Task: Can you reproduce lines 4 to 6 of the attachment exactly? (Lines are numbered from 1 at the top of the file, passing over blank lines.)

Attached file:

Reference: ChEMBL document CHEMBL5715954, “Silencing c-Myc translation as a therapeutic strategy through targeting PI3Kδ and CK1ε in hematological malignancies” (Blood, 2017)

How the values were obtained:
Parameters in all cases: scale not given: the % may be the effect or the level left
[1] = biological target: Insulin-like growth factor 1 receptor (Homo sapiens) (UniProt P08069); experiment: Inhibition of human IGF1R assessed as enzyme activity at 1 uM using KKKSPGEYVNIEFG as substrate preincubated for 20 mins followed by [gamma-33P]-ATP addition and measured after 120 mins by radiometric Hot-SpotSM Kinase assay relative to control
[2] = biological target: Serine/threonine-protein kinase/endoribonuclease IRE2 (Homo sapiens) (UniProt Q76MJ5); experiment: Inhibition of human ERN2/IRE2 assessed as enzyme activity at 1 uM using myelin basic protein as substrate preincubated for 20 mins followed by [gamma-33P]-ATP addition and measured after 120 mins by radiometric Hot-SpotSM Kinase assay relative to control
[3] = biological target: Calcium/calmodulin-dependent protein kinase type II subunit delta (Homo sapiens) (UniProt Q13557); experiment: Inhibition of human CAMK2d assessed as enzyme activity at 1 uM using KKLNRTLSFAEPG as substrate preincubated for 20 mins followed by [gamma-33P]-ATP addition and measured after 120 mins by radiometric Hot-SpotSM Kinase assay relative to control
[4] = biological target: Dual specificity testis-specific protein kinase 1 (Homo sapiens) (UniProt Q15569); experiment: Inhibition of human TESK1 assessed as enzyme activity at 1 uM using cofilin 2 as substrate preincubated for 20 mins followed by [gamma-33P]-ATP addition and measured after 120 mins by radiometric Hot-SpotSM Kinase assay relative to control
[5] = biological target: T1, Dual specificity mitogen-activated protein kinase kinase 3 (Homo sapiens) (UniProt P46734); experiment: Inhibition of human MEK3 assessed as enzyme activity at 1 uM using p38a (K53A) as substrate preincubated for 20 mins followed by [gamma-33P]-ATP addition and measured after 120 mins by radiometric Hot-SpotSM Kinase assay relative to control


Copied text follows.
[1] = biological target: Insulin-like growth factor 1 receptor (Homo sapiens) (UniProt P08069); experiment: Inhibition of human IGF1R assessed as enzyme activity at 1 uM using KKKSPGEYVNIEFG as substrate preincubated for 20 mins followed by [gamma-33P]-ATP addition and measured after 120 mins by radiometric Hot-SpotSM Kinase assay relative to control
[2] = biological target: Serine/threonine-protein kinase/endoribonuclease IRE2 (Homo sapiens) (UniProt Q76MJ5); experiment: Inhibition of human ERN2/IRE2 assessed as enzyme activity at 1 uM using myelin basic protein as substrate preincubated for 20 mins followed by [gamma-33P]-ATP addition and measured after 120 mins by radiometric Hot-SpotSM Kinase assay relative to control
[3] = biological target: Calcium/calmodulin-dependent protein kinase type II subunit delta (Homo sapiens) (UniProt Q13557); experiment: Inhibition of human CAMK2d assessed as enzyme activity at 1 uM using KKLNRTLSFAEPG as substrate preincubated for 20 mins followed by [gamma-33P]-ATP addition and measured after 120 mins by radiometric Hot-SpotSM Kinase assay relative to control